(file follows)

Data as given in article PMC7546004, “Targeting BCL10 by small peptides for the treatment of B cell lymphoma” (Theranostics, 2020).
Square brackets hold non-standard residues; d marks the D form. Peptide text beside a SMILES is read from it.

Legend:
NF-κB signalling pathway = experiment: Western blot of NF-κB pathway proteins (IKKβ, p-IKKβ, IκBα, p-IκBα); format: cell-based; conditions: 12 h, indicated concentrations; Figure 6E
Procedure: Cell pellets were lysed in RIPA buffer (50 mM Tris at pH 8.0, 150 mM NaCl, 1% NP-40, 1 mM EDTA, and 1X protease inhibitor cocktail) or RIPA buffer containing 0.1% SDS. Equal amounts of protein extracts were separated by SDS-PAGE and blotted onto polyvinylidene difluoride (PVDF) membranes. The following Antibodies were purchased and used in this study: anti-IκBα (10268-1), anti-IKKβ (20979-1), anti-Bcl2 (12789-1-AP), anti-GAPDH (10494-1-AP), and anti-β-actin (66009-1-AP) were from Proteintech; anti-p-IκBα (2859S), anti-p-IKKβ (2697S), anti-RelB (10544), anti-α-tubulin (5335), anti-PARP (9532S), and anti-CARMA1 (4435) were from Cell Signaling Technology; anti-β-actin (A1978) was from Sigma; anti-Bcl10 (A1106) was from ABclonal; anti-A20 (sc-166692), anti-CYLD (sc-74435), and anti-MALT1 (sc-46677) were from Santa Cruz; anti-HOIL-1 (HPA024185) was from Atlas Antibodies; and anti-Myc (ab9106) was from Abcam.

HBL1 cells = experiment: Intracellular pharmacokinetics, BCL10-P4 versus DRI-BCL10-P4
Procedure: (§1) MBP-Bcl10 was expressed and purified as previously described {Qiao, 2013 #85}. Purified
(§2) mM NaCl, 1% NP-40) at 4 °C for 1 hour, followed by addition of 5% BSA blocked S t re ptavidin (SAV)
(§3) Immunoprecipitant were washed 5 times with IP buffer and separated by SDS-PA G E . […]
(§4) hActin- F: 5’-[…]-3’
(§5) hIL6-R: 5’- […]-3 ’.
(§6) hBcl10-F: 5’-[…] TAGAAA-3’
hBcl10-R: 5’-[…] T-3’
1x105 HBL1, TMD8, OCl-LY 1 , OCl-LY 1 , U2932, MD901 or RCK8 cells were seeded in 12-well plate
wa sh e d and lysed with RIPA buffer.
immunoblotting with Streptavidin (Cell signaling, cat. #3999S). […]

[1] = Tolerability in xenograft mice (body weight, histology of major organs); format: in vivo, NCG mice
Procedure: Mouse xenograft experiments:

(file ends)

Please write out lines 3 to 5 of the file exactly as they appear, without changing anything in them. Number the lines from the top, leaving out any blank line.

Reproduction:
Legend:
NF-κB signalling pathway = experiment: Western blot of NF-κB pathway proteins (IKKβ, p-IKKβ, IκBα, p-IκBα); format: cell-based; conditions: 12 h, indicated concentrations; Figure 6E
Procedure: Cell pellets were lysed in RIPA buffer (50 mM Tris at pH 8.0, 150 mM NaCl, 1% NP-40, 1 mM EDTA, and 1X protease inhibitor cocktail) or RIPA buffer containing 0.1% SDS. Equal amounts of protein extracts were separated by SDS-PAGE and blotted onto polyvinylidene difluoride (PVDF) membranes. The following Antibodies were purchased and used in this study: anti-IκBα (10268-1), anti-IKKβ (20979-1), anti-Bcl2 (12789-1-AP), anti-GAPDH (10494-1-AP), and anti-β-actin (66009-1-AP) were from Proteintech; anti-p-IκBα (2859S), anti-p-IKKβ (2697S), anti-RelB (10544), anti-α-tubulin (5335), anti-PARP (9532S), and anti-CARMA1 (4435) were from Cell Signaling Technology; anti-β-actin (A1978) was from Sigma; anti-Bcl10 (A1106) was from ABclonal; anti-A20 (sc-166692), anti-CYLD (sc-74435), and anti-MALT1 (sc-46677) were from Santa Cruz; anti-HOIL-1 (HPA024185) was from Atlas Antibodies; and anti-Myc (ab9106) was from Abcam.